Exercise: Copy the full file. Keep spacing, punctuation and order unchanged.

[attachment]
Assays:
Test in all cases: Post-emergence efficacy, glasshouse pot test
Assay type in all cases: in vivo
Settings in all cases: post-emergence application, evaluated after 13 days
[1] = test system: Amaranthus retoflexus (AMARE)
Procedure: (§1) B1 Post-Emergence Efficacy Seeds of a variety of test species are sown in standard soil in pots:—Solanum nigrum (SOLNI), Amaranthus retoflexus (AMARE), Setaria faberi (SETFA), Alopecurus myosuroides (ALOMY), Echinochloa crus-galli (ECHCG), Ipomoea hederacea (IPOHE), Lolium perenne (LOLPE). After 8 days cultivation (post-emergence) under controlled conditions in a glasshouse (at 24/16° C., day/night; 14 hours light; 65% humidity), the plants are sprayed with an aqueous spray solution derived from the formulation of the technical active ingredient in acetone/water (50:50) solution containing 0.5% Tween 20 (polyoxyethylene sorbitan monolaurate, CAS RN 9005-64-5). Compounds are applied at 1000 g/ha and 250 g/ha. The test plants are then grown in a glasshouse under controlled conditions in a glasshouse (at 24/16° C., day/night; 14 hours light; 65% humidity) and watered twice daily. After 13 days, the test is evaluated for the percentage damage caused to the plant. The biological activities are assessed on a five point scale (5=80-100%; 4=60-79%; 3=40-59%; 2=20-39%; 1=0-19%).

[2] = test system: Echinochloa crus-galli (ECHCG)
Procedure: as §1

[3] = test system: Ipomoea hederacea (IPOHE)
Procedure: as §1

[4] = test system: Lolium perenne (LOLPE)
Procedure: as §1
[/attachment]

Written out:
Assays:
Test in all cases: Post-emergence efficacy, glasshouse pot test
Assay type in all cases: in vivo
Settings in all cases: post-emergence application, evaluated after 13 days
[1] = test system: Amaranthus retoflexus (AMARE)
Procedure: (§1) B1 Post-Emergence Efficacy Seeds of a variety of test species are sown in standard soil in pots:—Solanum nigrum (SOLNI), Amaranthus retoflexus (AMARE), Setaria faberi (SETFA), Alopecurus myosuroides (ALOMY), Echinochloa crus-galli (ECHCG), Ipomoea hederacea (IPOHE), Lolium perenne (LOLPE). After 8 days cultivation (post-emergence) under controlled conditions in a glasshouse (at 24/16° C., day/night; 14 hours light; 65% humidity), the plants are sprayed with an aqueous spray solution derived from the formulation of the technical active ingredient in acetone/water (50:50) solution containing 0.5% Tween 20 (polyoxyethylene sorbitan monolaurate, CAS RN 9005-64-5). Compounds are applied at 1000 g/ha and 250 g/ha. The test plants are then grown in a glasshouse under controlled conditions in a glasshouse (at 24/16° C., day/night; 14 hours light; 65% humidity) and watered twice daily. After 13 days, the test is evaluated for the percentage damage caused to the plant. The biological activities are assessed on a five point scale (5=80-100%; 4=60-79%; 3=40-59%; 2=20-39%; 1=0-19%).

[2] = test system: Echinochloa crus-galli (ECHCG)
Procedure: as §1

[3] = test system: Ipomoea hederacea (IPOHE)
Procedure: as §1

[4] = test system: Lolium perenne (LOLPE)
Procedure: as §1